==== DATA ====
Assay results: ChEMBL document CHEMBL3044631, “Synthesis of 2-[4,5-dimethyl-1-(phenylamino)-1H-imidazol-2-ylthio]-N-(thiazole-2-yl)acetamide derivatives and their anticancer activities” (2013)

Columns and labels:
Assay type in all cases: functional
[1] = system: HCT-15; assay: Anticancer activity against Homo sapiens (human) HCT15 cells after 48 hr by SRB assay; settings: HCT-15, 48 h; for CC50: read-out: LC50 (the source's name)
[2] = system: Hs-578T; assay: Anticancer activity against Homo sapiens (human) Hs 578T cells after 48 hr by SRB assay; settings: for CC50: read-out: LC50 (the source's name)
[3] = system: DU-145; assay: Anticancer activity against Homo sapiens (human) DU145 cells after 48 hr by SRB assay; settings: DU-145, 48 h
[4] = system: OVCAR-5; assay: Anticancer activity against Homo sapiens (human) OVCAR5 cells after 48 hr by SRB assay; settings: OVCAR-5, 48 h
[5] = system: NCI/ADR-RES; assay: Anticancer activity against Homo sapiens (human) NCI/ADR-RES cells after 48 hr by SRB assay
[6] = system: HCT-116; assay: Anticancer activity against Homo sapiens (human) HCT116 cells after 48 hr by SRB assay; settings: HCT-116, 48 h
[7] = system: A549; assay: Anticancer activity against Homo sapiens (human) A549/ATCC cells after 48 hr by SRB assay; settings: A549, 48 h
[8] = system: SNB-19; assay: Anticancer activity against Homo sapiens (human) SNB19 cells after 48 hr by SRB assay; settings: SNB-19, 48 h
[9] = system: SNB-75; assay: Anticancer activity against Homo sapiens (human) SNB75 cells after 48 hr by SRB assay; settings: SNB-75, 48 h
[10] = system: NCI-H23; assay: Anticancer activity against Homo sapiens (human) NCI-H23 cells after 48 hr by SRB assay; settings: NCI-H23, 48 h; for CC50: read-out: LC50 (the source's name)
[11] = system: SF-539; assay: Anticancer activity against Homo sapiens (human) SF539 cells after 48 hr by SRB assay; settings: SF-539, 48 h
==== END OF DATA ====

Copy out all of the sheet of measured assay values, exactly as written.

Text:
Assay results: ChEMBL document CHEMBL3044631, “Synthesis of 2-[4,5-dimethyl-1-(phenylamino)-1H-imidazol-2-ylthio]-N-(thiazole-2-yl)acetamide derivatives and their anticancer activities” (2013)

Columns and labels:
Assay type in all cases: functional
[1] = system: HCT-15; assay: Anticancer activity against Homo sapiens (human) HCT15 cells after 48 hr by SRB assay; settings: HCT-15, 48 h; for CC50: read-out: LC50 (the source's name)
[2] = system: Hs-578T; assay: Anticancer activity against Homo sapiens (human) Hs 578T cells after 48 hr by SRB assay; settings: for CC50: read-out: LC50 (the source's name)
[3] = system: DU-145; assay: Anticancer activity against Homo sapiens (human) DU145 cells after 48 hr by SRB assay; settings: DU-145, 48 h
[4] = system: OVCAR-5; assay: Anticancer activity against Homo sapiens (human) OVCAR5 cells after 48 hr by SRB assay; settings: OVCAR-5, 48 h
[5] = system: NCI/ADR-RES; assay: Anticancer activity against Homo sapiens (human) NCI/ADR-RES cells after 48 hr by SRB assay
[6] = system: HCT-116; assay: Anticancer activity against Homo sapiens (human) HCT116 cells after 48 hr by SRB assay; settings: HCT-116, 48 h
[7] = system: A549; assay: Anticancer activity against Homo sapiens (human) A549/ATCC cells after 48 hr by SRB assay; settings: A549, 48 h
[8] = system: SNB-19; assay: Anticancer activity against Homo sapiens (human) SNB19 cells after 48 hr by SRB assay; settings: SNB-19, 48 h
[9] = system: SNB-75; assay: Anticancer activity against Homo sapiens (human) SNB75 cells after 48 hr by SRB assay; settings: SNB-75, 48 h
[10] = system: NCI-H23; assay: Anticancer activity against Homo sapiens (human) NCI-H23 cells after 48 hr by SRB assay; settings: NCI-H23, 48 h; for CC50: read-out: LC50 (the source's name)
[11] = system: SF-539; assay: Anticancer activity against Homo sapiens (human) SF539 cells after 48 hr by SRB assay; settings: SF-539, 48 h